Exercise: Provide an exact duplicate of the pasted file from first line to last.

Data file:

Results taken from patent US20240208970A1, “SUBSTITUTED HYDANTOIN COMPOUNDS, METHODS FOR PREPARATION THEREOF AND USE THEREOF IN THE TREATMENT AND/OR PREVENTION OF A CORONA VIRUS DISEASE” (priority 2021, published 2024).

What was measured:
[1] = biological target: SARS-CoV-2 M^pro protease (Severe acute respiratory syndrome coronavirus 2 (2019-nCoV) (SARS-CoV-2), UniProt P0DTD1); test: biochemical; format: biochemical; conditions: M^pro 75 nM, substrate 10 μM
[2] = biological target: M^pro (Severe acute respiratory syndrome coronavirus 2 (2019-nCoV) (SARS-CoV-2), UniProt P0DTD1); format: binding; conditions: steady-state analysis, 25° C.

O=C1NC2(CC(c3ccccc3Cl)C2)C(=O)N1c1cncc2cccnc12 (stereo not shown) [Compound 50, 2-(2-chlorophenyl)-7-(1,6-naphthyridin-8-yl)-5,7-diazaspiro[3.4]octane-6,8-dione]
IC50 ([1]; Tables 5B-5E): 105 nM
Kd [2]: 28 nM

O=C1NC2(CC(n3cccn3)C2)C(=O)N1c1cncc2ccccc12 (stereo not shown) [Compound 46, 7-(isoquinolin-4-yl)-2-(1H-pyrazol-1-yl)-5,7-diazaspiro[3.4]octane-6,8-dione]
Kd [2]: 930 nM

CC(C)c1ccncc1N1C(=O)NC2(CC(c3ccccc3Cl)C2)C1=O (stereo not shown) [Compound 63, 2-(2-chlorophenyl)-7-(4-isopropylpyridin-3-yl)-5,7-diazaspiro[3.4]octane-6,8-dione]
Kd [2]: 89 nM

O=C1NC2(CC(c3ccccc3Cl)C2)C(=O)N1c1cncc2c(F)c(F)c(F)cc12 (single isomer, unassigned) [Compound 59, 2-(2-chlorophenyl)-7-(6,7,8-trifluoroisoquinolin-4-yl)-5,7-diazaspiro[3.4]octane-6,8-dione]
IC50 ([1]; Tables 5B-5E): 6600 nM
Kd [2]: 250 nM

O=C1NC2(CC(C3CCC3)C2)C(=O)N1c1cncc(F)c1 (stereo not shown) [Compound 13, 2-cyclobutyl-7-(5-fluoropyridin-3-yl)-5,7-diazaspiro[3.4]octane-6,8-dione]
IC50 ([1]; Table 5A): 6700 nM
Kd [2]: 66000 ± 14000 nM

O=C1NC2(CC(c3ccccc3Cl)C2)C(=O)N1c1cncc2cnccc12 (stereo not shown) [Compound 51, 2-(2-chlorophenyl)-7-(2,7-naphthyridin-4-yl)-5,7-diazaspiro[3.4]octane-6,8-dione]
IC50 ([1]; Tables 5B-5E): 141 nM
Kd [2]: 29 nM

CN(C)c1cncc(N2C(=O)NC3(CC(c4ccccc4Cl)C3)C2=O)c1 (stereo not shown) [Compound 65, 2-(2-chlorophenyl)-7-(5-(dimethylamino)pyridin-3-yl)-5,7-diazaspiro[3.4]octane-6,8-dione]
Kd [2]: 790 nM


Results taken from patent US20240208970A1, “SUBSTITUTED HYDANTOIN COMPOUNDS, METHODS FOR PREPARATION THEREOF AND USE THEREOF IN THE TREATMENT AND/OR PREVENTION OF A CORONA VIRUS DISEASE” (priority 2021, published 2024).

What was measured:
[1] = biological target: SARS-CoV-2 M^pro protease (Severe acute respiratory syndrome coronavirus 2 (2019-nCoV) (SARS-CoV-2), UniProt P0DTD1); test: biochemical; format: biochemical; conditions: M^pro 75 nM, substrate 10 μM
[2] = biological target: M^pro (Severe acute respiratory syndrome coronavirus 2 (2019-nCoV) (SARS-CoV-2), UniProt P0DTD1); format: binding; conditions: steady-state analysis, 25° C.

O=C1NC2(CC(c3ccccc3Cl)C2)C(=O)N1c1cncc2cccnc12 (stereo not shown) [Compound 50, 2-(2-chlorophenyl)-7-(1,6-naphthyridin-8-yl)-5,7-diazaspiro[3.4]octane-6,8-dione]
IC50 ([1]; Tables 5B-5E): 105 nM
Kd [2]: 28 nM

O=C1NC2(CC(n3cccn3)C2)C(=O)N1c1cncc2ccccc12 (stereo not shown) [Compound 46, 7-(isoquinolin-4-yl)-2-(1H-pyrazol-1-yl)-5,7-diazaspiro[3.4]octane-6,8-dione]
Kd [2]: 930 nM

CC(C)c1ccncc1N1C(=O)NC2(CC(c3ccccc3Cl)C2)C1=O (stereo not shown) [Compound 63, 2-(2-chlorophenyl)-7-(4-isopropylpyridin-3-yl)-5,7-diazaspiro[3.4]octane-6,8-dione]
Kd [2]: 89 nM

O=C1NC2(CC(c3ccccc3Cl)C2)C(=O)N1c1cncc2c(F)c(F)c(F)cc12 (single isomer, unassigned) [Compound 59, 2-(2-chlorophenyl)-7-(6,7,8-trifluoroisoquinolin-4-yl)-5,7-diazaspiro[3.4]octane-6,8-dione]
IC50 ([1]; Tables 5B-5E): 6600 nM
Kd [2]: 250 nM

O=C1NC2(CC(C3CCC3)C2)C(=O)N1c1cncc(F)c1 (stereo not shown) [Compound 13, 2-cyclobutyl-7-(5-fluoropyridin-3-yl)-5,7-diazaspiro[3.4]octane-6,8-dione]
IC50 ([1]; Table 5A): 6700 nM
Kd [2]: 66000 ± 14000 nM

O=C1NC2(CC(c3ccccc3Cl)C2)C(=O)N1c1cncc2cnccc12 (stereo not shown) [Compound 51, 2-(2-chlorophenyl)-7-(2,7-naphthyridin-4-yl)-5,7-diazaspiro[3.4]octane-6,8-dione]
IC50 ([1]; Tables 5B-5E): 141 nM
Kd [2]: 29 nM

CN(C)c1cncc(N2C(=O)NC3(CC(c4ccccc4Cl)C3)C2=O)c1 (stereo not shown) [Compound 65, 2-(2-chlorophenyl)-7-(5-(dimethylamino)pyridin-3-yl)-5,7-diazaspiro[3.4]octane-6,8-dione]
Kd [2]: 790 nM